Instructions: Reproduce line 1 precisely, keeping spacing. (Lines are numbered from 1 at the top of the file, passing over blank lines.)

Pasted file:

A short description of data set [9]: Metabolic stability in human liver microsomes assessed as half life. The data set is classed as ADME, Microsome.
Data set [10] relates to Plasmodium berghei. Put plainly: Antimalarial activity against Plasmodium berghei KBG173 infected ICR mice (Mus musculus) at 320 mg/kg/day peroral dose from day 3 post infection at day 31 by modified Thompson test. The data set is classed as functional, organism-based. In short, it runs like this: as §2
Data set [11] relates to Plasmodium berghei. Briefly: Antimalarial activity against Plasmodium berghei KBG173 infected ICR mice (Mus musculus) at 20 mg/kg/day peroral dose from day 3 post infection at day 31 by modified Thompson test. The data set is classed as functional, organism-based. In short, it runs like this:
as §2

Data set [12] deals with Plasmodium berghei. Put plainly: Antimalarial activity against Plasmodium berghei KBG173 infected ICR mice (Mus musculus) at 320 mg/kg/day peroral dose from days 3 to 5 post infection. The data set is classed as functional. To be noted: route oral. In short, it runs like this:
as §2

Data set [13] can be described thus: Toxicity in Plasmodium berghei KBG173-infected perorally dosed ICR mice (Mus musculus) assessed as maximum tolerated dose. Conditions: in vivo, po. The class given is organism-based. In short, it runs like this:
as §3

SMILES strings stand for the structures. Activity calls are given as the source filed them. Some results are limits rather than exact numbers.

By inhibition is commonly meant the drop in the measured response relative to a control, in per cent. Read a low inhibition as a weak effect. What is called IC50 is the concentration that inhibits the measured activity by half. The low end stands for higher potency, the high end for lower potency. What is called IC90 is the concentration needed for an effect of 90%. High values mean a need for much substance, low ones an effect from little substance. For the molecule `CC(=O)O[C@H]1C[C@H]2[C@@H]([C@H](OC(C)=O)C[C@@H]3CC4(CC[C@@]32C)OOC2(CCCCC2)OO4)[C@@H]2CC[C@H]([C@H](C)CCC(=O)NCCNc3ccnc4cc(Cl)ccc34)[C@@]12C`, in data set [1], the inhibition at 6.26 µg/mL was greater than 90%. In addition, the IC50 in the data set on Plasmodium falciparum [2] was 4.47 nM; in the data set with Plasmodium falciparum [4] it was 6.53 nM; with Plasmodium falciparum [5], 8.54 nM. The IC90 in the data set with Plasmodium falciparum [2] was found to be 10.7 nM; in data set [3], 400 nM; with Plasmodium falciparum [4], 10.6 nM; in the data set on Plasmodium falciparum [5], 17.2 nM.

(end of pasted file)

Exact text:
A short description of data set [9]: Metabolic stability in human liver microsomes assessed as half life. The data set is classed as ADME, Microsome.